Saudi Arabia warns against sharing 'faked' cables

In response to WikiLeaks' publication of 60,000 cables, citizens urged not to share "documents that might be faked".

    A Saudi government spokesman said many of the cables were fabricated 'in a very obvious manner' [WikiLeaks.org/saudi-cables]
    A Saudi government spokesman said many of the cables were fabricated 'in a very obvious manner' [WikiLeaks.org/saudi-cables]

    Saudi Arabia has urged its citizens not to distribute "documents that might be faked" in an apparent response to WikiLeaks' publication on Friday of more than 60,000 documents it says are secret Saudi diplomatic communications.

    The statement, made by the foreign ministry on its Twitter account on Friday, did not directly deny the documents' authenticity, Reuters news agency reported.

    But on Sunday, foreign ministry spokesperson Osama Naqli warned the country not to "allow enemies of the state to achieve their intentions in regards to exchanging or publishing any documents" and said "many of them had been fabricated in a very obvious manner".

    Naqli said investigations were under way and that the ministry would prosecute those involved, a statement on the Saudi news agency said.

    Al Jazeera was not able to independently verify the authenticity of the released documents.

    The released documents, which WikiLeaks said were embassy communications, emails between diplomats and reports from other state bodies, include discussions of Saudi Arabia's position regarding regional issues and efforts to influence media.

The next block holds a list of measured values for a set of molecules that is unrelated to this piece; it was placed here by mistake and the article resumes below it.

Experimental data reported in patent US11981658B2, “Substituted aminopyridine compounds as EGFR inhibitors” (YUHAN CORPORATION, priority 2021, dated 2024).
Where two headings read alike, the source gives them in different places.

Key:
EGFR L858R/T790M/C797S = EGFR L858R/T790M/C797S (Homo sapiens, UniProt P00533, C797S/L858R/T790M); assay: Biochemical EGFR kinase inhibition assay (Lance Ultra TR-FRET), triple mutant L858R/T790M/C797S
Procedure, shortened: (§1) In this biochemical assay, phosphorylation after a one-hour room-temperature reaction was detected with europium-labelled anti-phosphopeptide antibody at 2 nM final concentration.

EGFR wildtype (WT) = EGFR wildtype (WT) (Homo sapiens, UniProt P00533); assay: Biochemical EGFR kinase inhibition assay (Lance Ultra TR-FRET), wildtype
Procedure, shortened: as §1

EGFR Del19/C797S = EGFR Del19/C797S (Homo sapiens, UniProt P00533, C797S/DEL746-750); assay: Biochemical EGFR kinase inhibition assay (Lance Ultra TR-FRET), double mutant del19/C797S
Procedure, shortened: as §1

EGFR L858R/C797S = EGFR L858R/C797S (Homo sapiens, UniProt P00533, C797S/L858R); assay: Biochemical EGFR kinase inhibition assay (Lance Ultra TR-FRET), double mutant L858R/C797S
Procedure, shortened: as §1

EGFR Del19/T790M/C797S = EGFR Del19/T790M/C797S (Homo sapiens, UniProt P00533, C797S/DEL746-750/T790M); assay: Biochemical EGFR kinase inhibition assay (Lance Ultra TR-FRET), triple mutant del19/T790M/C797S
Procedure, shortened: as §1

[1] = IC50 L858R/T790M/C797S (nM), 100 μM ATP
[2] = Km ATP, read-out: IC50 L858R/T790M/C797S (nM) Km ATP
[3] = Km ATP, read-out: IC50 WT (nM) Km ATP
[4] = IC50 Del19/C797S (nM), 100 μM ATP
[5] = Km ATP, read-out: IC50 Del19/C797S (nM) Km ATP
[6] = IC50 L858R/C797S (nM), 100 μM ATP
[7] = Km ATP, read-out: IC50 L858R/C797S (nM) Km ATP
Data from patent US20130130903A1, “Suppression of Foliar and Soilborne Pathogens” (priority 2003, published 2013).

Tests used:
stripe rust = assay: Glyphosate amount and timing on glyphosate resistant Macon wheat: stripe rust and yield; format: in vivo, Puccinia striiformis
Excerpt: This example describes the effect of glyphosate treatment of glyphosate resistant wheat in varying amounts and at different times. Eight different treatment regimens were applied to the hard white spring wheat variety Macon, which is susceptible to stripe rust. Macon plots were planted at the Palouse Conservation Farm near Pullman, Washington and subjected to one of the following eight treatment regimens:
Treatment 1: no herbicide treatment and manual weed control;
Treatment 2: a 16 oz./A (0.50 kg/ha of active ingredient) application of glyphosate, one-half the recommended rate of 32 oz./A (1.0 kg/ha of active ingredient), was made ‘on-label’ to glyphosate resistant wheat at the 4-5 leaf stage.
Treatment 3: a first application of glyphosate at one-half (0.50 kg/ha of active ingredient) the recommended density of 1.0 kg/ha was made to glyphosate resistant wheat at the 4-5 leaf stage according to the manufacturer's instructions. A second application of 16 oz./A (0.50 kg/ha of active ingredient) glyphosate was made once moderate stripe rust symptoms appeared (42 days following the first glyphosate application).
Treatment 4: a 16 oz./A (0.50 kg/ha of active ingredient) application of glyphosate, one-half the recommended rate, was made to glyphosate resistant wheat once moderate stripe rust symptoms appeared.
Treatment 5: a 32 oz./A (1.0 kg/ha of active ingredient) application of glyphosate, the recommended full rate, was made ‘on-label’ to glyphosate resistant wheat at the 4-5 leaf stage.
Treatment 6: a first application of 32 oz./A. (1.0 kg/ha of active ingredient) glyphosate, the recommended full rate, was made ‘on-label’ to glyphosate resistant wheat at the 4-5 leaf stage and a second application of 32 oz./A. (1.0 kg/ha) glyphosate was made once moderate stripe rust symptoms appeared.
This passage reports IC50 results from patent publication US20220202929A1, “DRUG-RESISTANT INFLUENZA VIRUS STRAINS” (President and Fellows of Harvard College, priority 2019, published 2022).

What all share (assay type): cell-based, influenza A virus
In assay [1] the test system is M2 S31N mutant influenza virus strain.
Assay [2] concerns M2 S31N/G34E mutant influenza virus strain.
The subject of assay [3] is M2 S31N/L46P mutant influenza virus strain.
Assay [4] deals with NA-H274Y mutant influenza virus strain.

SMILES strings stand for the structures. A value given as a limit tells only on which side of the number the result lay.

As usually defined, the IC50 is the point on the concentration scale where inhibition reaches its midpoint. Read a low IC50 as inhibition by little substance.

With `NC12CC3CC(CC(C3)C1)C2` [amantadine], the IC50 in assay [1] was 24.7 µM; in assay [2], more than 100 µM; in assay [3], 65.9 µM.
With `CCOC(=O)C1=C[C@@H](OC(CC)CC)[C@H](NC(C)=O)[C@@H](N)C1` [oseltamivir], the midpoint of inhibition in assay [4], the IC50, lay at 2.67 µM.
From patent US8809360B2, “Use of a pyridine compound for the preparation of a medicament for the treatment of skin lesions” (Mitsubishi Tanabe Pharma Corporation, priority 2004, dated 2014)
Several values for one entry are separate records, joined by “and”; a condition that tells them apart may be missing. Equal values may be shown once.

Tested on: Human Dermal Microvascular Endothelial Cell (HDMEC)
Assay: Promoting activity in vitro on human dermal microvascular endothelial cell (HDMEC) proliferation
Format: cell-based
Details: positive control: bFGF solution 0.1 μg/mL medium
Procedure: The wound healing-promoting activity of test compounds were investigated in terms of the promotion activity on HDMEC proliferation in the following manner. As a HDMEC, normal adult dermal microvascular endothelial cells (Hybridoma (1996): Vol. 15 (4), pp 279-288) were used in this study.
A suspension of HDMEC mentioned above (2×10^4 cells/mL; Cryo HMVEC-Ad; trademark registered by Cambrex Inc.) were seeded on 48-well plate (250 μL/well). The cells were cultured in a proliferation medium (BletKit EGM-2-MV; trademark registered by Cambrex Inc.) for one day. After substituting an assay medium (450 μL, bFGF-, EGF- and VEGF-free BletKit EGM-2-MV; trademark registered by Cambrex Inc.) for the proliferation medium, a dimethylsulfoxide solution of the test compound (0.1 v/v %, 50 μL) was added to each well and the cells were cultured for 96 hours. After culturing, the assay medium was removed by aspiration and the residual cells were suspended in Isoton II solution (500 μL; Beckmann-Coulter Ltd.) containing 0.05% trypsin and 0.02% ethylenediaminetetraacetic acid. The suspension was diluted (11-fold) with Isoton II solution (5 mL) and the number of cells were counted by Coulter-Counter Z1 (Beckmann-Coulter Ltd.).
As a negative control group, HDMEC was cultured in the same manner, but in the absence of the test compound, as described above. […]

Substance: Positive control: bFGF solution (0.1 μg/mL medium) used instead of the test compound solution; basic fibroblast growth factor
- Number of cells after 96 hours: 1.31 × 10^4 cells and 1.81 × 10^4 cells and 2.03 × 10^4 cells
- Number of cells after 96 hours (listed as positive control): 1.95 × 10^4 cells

The world's top oil exporter, an absolute monarchy, is highly sensitive to public criticism and has imprisoned activists for publishing attacks on the ruling al-Saud dynasty and senior clerics. It maintains tight control over media.

    Since the 2011 Arab uprisings, Saudi authorities have grown increasingly intolerant of dissent, apparently fearful that the instability sweeping neighbouring countries will in turn hit the conservative Islamic kingdom.

    WikiLeaks said the released documents were a batch of more than half a million Saudi documents it has obtained and plans to publish.

    WikiLeaks did not say where it obtained the documents, but it referred in a press release to Riyadh's statement in May that it had suffered a breach of its computer networks, an attack later claimed by a group calling itself the Yemeni Cyber Army.

    SOURCE: Al Jazeera And Reuters


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